Too many declarations of “+” match this call – When Compilers lie

A compiler is often your best friend as a programmer. It will helpfully point out the fact that you may have made a typo, or are about to do something silly. Most of the time, it’ll even helpfully point out where exactly you’ve not quite got it spot on.
But, like any long-term relationship, the Programmer and the Compiler do have the occasional falling out. This happens especially when the compiler becomes recalcitrant, uncommunicative, cryptic, or just flat out lies to you.

Being primarily a PL/SQL programmer my particular relationship is with the ADA pre-compiler that lives inside Oracle. Her name is DIANA.

FROM v$sgastat

And there she is, basking in the Shared Pool.

My early days with DIANA were idyllic, I was just beginning to come to terms with the fact that someone was willing to pay me money for mucking around with computers.
Then one day, out of the blue, I was compiling a Form when she informed me :
PLS-307 – Too many declarations of '+' match this call.

Say WHAT ?
What on earth does it mean ? Is it just her way of complaining that I never buy her flowers ?
After much head-scratching, this turned out to be, what I’d known up until then as, a type mismatch error ( it was a long time ago, but I distinctly recall that I was doing something silly like trying to add together values of incompatible types). Since then, that message has come up from time to time, usually as the result of an ambiguous call to an overloaded procedure.

It turns out however, that DIANA has an evil sister. She seems to live in the forms generation utility. She tells lies.
With 10g Application Server on Red Hat, when generating a Form containing a mirror item, you’re more than likely to get the following warning :
FRM-30457 Warning : Maximum Length ignored for character-datatype subordinate mirror item item name

According to the Forms help, this warning is generated when a non-zero value is specified for the Maximum Length property for a subordinate mirror item.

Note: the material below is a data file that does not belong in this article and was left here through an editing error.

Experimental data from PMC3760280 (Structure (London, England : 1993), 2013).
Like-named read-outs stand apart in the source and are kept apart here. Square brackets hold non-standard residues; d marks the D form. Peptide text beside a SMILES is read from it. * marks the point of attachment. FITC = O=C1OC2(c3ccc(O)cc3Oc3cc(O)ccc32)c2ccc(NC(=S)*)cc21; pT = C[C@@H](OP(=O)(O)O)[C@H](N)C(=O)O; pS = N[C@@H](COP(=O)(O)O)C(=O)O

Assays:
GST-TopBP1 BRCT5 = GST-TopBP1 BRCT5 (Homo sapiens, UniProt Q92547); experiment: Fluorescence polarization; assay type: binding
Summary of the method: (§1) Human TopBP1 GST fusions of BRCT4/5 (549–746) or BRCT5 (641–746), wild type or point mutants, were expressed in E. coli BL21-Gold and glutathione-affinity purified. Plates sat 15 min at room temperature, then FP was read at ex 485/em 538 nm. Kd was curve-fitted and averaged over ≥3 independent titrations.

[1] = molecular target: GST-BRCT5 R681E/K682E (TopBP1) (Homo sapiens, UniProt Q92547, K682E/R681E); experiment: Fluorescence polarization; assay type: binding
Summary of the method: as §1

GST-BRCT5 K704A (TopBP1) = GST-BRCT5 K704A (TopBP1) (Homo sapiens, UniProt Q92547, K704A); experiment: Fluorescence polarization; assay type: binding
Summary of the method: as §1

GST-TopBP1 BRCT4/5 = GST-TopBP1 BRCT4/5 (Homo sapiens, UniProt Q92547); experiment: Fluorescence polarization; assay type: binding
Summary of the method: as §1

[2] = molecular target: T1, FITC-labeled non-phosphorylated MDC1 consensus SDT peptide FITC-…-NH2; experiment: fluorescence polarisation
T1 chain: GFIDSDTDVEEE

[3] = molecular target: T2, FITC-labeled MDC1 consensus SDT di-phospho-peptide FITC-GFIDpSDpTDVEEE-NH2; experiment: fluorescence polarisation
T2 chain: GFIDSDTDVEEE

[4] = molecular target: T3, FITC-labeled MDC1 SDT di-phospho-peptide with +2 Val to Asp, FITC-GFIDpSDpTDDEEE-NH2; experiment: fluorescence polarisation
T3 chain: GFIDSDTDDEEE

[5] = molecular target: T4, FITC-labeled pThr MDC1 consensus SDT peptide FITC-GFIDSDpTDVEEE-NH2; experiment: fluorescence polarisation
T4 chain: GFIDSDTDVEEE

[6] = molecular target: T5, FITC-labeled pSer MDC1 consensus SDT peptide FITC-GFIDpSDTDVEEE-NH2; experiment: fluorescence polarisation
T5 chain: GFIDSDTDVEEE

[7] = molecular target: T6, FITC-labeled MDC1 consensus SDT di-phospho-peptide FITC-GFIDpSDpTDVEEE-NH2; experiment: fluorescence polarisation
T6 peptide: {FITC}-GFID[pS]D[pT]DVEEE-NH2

At this point, things get interesting. Check the Maximum Length of the offending item and…hmmm…it IS set to zero.
You can’t unset the property in Forms Designer. You can’t specify “NULL” either ( you get a value error in Designer when you navigate out of the field).
So, the compiler is lying, and there’s no way to fix what it’s complaining about.
The fmx still gets generated, so all you can do is just ignore this attention seeking behaviour and realise that, with women, sometimes you just can’t win.

Then again…there was another occasion on which we had an engineer come to investigate an issue on the processors in a Sequent box. After a day of intensive examination, he informed us that the problem was not reproducable and was in fact due to “Cosmic Particles”.

From that day forward, any wierd programming quirk has always be known to me as a Cosmic Particle Error.
Quantum Physics and relationship advice. I ask you, what other Oracle Blog offers that ?


Leave a Reply

Fill in your details below or click an icon to log in: Logo

You are commenting using your account. Log Out /  Change )

Google+ photo

You are commenting using your Google+ account. Log Out /  Change )

Twitter picture

You are commenting using your Twitter account. Log Out /  Change )

Facebook photo

You are commenting using your Facebook account. Log Out /  Change )


Connecting to %s

This site uses Akismet to reduce spam. Learn how your comment data is processed.